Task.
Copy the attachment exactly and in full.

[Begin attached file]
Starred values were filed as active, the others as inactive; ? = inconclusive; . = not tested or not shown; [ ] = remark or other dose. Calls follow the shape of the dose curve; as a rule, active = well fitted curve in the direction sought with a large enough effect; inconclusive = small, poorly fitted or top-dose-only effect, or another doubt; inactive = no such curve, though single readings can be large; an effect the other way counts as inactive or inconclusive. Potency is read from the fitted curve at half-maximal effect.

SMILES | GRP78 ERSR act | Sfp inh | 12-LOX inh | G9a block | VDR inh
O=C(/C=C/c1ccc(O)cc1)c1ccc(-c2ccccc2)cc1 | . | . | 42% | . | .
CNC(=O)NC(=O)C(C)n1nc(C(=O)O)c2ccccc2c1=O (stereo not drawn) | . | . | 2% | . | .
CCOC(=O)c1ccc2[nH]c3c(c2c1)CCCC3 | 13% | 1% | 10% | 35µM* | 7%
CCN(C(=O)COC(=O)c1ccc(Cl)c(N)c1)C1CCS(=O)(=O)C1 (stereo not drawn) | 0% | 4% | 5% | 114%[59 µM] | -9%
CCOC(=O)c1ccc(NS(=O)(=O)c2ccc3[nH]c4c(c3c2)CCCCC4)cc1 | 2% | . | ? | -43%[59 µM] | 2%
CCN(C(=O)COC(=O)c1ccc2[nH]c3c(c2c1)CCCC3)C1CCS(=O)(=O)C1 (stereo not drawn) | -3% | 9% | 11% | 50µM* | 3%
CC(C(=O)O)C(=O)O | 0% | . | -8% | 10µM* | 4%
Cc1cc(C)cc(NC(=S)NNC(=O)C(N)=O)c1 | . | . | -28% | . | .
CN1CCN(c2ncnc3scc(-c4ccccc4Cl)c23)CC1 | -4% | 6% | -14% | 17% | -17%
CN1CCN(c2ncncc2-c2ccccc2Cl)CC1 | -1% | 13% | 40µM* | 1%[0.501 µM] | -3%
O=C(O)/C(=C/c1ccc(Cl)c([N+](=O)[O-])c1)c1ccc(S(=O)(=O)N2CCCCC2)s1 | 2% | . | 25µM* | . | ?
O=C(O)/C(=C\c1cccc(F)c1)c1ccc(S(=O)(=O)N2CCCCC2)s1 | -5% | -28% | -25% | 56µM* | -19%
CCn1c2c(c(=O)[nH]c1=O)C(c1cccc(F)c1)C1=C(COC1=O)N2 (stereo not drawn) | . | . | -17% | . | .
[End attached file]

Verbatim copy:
Starred values were filed as active, the others as inactive; ? = inconclusive; . = not tested or not shown; [ ] = remark or other dose. Calls follow the shape of the dose curve; as a rule, active = well fitted curve in the direction sought with a large enough effect; inconclusive = small, poorly fitted or top-dose-only effect, or another doubt; inactive = no such curve, though single readings can be large; an effect the other way counts as inactive or inconclusive. Potency is read from the fitted curve at half-maximal effect.

SMILES | GRP78 ERSR act | Sfp inh | 12-LOX inh | G9a block | VDR inh
O=C(/C=C/c1ccc(O)cc1)c1ccc(-c2ccccc2)cc1 | . | . | 42% | . | .
CNC(=O)NC(=O)C(C)n1nc(C(=O)O)c2ccccc2c1=O (stereo not drawn) | . | . | 2% | . | .
CCOC(=O)c1ccc2[nH]c3c(c2c1)CCCC3 | 13% | 1% | 10% | 35µM* | 7%
CCN(C(=O)COC(=O)c1ccc(Cl)c(N)c1)C1CCS(=O)(=O)C1 (stereo not drawn) | 0% | 4% | 5% | 114%[59 µM] | -9%
CCOC(=O)c1ccc(NS(=O)(=O)c2ccc3[nH]c4c(c3c2)CCCCC4)cc1 | 2% | . | ? | -43%[59 µM] | 2%
CCN(C(=O)COC(=O)c1ccc2[nH]c3c(c2c1)CCCC3)C1CCS(=O)(=O)C1 (stereo not drawn) | -3% | 9% | 11% | 50µM* | 3%
CC(C(=O)O)C(=O)O | 0% | . | -8% | 10µM* | 4%
Cc1cc(C)cc(NC(=S)NNC(=O)C(N)=O)c1 | . | . | -28% | . | .
CN1CCN(c2ncnc3scc(-c4ccccc4Cl)c23)CC1 | -4% | 6% | -14% | 17% | -17%
CN1CCN(c2ncncc2-c2ccccc2Cl)CC1 | -1% | 13% | 40µM* | 1%[0.501 µM] | -3%
O=C(O)/C(=C/c1ccc(Cl)c([N+](=O)[O-])c1)c1ccc(S(=O)(=O)N2CCCCC2)s1 | 2% | . | 25µM* | . | ?
O=C(O)/C(=C\c1cccc(F)c1)c1ccc(S(=O)(=O)N2CCCCC2)s1 | -5% | -28% | -25% | 56µM* | -19%
CCn1c2c(c(=O)[nH]c1=O)C(c1cccc(F)c1)C1=C(COC1=O)N2 (stereo not drawn) | . | . | -17% | . | .